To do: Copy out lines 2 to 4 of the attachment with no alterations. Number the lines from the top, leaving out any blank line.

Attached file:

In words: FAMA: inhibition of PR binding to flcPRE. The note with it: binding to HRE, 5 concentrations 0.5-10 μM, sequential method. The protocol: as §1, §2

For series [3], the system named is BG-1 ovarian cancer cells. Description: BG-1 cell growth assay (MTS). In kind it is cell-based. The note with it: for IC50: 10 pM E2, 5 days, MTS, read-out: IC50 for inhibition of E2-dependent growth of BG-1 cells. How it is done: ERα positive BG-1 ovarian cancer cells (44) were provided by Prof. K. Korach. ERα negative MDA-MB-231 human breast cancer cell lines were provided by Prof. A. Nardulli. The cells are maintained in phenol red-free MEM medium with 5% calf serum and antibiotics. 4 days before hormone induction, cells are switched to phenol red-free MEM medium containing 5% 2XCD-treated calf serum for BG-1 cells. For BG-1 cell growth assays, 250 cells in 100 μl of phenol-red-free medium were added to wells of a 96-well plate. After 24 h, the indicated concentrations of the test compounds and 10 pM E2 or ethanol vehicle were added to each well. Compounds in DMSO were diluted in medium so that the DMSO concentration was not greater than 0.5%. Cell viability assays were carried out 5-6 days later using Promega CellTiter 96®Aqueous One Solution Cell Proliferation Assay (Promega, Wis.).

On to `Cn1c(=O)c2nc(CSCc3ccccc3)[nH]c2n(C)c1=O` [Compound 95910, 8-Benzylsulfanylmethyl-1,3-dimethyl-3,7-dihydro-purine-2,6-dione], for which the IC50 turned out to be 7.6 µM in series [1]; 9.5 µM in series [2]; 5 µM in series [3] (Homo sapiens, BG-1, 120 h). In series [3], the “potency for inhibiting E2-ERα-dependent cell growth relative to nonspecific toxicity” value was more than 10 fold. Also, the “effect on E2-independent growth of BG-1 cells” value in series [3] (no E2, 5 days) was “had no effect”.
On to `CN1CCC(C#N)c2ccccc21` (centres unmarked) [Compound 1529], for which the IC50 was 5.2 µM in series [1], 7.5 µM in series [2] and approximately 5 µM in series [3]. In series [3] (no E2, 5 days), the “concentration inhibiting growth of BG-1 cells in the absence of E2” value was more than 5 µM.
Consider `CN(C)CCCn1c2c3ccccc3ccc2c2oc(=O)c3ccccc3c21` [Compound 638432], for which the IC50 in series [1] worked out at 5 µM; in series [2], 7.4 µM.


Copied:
For series [3], the system named is BG-1 ovarian cancer cells. Description: BG-1 cell growth assay (MTS). In kind it is cell-based. The note with it: for IC50: 10 pM E2, 5 days, MTS, read-out: IC50 for inhibition of E2-dependent growth of BG-1 cells. How it is done: ERα positive BG-1 ovarian cancer cells (44) were provided by Prof. K. Korach. ERα negative MDA-MB-231 human breast cancer cell lines were provided by Prof. A. Nardulli. The cells are maintained in phenol red-free MEM medium with 5% calf serum and antibiotics. 4 days before hormone induction, cells are switched to phenol red-free MEM medium containing 5% 2XCD-treated calf serum for BG-1 cells. For BG-1 cell growth assays, 250 cells in 100 μl of phenol-red-free medium were added to wells of a 96-well plate. After 24 h, the indicated concentrations of the test compounds and 10 pM E2 or ethanol vehicle were added to each well. Compounds in DMSO were diluted in medium so that the DMSO concentration was not greater than 0.5%. Cell viability assays were carried out 5-6 days later using Promega CellTiter 96®Aqueous One Solution Cell Proliferation Assay (Promega, Wis.).

On to `Cn1c(=O)c2nc(CSCc3ccccc3)[nH]c2n(C)c1=O` [Compound 95910, 8-Benzylsulfanylmethyl-1,3-dimethyl-3,7-dihydro-purine-2,6-dione], for which the IC50 turned out to be 7.6 µM in series [1]; 9.5 µM in series [2]; 5 µM in series [3] (Homo sapiens, BG-1, 120 h). In series [3], the “potency for inhibiting E2-ERα-dependent cell growth relative to nonspecific toxicity” value was more than 10 fold. Also, the “effect on E2-independent growth of BG-1 cells” value in series [3] (no E2, 5 days) was “had no effect”.
On to `CN1CCC(C#N)c2ccccc21` (centres unmarked) [Compound 1529], for which the IC50 was 5.2 µM in series [1], 7.5 µM in series [2] and approximately 5 µM in series [3]. In series [3] (no E2, 5 days), the “concentration inhibiting growth of BG-1 cells in the absence of E2” value was more than 5 µM.